Is Paid Parental Leave Right for Your Company?

Today’s hot employee benefit could sway top talent to choose your company.

By Shonna Waters Mar 28, 2017
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​Maybe you know an employee who welcomed a baby recently and took time off to care for the child. Chances are that person didn’t get paid while he or she was out. Parental leave has been a hot topic in the media lately, but only 18 percent of U.S. organizations offer paid maternity leave and even fewer (12 percent) provide paid paternity leave, according to the Society for Human Resource Management’s 2016 Employee Benefits research report. Seventeen percent of employers have a paid-parental-leave plan for either parent.

Tech companies tend to have the most generous policies for working parents. For example, Netflix is among the mere 2 percent of organizations that offer unlimited paid parental leave. That’s great for workers, but it’s smart business, too. Facing an acute skills shortage, tech businesses are leveraging the benefit to attract and retain top talent.

A competitive labor market may prompt more organizations to adopt robust paid-parental-leave policies in order to attract needed workers. How can you determine if it’s a good investment? Start by answering these questions:

What talent has the highest strategic value in your organization? It’s impossible to give all employees the perks they want, so determine which people are most vital to helping you meet your business objectives and focus your benefits strategy on them. It may not be who you think. For example, maybe your customer service representatives have a bigger impact on achieving your business goals than your engineers.

What do employee groups value most? Find out what matters most to your target populations—top workers and candidates you’re having trouble hiring, for example. Market research can be informative, if you have the resources, but you should still talk to your key people to find out what really drives their decisions to stay or leave. Also consider whether workers value being able to choose from among several perks rather than receiving any one specific benefit. Many organizations are increasing employee choice through programs like cafeteria plans. Real-world flexible benefits include Deloitte’s one-month unpaid sabbatical that can be taken for any reason and Microsoft’s annual $800 “stay fit” stipend to spend on fitness activities and equipment.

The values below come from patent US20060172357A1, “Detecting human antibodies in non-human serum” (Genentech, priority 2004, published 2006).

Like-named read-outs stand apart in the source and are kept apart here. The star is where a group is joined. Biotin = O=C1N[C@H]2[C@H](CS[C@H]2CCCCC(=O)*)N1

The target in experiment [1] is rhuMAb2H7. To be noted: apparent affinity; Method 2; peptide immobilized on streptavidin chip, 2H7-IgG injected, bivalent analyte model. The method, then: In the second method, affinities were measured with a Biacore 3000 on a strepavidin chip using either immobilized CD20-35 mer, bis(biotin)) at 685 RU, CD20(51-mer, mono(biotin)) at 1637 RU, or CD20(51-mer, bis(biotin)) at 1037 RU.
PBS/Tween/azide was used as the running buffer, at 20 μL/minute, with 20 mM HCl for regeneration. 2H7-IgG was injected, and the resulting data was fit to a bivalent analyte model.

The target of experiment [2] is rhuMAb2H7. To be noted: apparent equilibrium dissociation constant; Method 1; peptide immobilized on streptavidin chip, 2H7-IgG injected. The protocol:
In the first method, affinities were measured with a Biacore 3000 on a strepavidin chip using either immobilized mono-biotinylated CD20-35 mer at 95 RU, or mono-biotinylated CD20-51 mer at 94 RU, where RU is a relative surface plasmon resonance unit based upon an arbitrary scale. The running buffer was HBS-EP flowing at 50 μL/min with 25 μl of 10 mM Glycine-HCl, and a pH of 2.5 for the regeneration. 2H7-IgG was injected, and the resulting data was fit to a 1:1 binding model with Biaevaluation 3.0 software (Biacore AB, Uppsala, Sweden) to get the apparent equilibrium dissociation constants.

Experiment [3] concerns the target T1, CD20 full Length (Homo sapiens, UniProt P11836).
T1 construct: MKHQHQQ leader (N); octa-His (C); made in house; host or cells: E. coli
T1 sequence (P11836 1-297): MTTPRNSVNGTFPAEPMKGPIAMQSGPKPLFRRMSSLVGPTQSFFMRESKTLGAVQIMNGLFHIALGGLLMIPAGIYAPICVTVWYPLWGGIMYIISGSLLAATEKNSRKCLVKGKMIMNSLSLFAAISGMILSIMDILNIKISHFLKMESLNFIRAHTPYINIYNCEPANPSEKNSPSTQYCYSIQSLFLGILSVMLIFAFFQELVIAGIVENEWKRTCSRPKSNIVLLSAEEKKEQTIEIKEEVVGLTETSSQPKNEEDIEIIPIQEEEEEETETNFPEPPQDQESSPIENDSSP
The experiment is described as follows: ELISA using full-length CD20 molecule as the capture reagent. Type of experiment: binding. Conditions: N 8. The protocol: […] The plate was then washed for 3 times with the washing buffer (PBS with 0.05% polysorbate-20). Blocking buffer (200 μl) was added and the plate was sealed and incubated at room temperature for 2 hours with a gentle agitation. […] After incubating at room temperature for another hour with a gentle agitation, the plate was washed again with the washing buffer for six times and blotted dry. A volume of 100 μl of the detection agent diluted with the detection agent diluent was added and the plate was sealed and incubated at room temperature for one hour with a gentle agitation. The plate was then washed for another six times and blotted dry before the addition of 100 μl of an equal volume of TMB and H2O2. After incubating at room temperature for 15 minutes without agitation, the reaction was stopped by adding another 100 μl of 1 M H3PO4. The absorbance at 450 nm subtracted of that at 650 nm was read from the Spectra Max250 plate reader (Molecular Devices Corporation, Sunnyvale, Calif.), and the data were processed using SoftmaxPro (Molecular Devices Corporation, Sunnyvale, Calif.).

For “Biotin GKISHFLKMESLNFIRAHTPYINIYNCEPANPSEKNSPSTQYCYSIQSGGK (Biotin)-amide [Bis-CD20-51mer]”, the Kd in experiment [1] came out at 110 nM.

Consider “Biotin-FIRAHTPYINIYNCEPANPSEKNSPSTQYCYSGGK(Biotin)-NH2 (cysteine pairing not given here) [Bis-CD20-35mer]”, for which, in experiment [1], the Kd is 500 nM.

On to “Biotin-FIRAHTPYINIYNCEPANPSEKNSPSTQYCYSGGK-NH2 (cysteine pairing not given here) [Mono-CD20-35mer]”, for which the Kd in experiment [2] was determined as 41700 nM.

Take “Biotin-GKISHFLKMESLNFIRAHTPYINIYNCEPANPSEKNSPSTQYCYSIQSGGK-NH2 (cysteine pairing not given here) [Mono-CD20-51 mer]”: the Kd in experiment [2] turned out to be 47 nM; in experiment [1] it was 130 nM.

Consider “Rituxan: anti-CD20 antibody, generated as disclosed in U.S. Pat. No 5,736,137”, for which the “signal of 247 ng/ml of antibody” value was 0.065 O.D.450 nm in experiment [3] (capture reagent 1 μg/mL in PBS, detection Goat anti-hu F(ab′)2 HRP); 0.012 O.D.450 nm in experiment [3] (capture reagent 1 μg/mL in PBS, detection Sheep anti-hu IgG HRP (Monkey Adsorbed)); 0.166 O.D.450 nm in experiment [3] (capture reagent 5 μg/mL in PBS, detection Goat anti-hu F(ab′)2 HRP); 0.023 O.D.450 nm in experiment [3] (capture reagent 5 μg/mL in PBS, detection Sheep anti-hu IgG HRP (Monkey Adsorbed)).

What are your competitors offering? You can discern this by combining industry benchmarking data with information from departing employees and candidates who turn down job offers in favor of competitors.

What is your company’s talent strategy and culture? Unless you work for Google, your organization probably doesn’t have the resources to dominate the competition in every benefit category. Determine where you want to lead, where you want to meet the market and where you can afford to fall behind a little. If your strategy depends heavily on recent college graduates who are most concerned about student loans, it may be best to lead on tuition repayment perks and meet the market (or even lag) on paid leave.

What’s the business case, and how much will it cost? Paid parental leave is an expensive proposition. But turnover of key talent may be even more costly. In the end, the investment in paid parental leave may make sense—especially if it encourages talented people to come back to work after the birth of a child. Google experienced a decrease in attrition when it increased its paid maternity leave from 12 to 18 weeks.

For busy HR professionals, it can be tempting to maintain the same benefits year after year or to think employees’ preferences don’t change. Instead, challenge yourself to evaluate the return the organization is getting on benefits. If you’re considering offering paid parental leave, take a broader, tactical look at your rewards strategy to make sure it targets your top talent. Can you afford to lose that bright young person to a competitor that provides paid parental leave? Your parental-leave policy might just convince her to stay on board.

Shonna Waters is vice president of research at SHRM.

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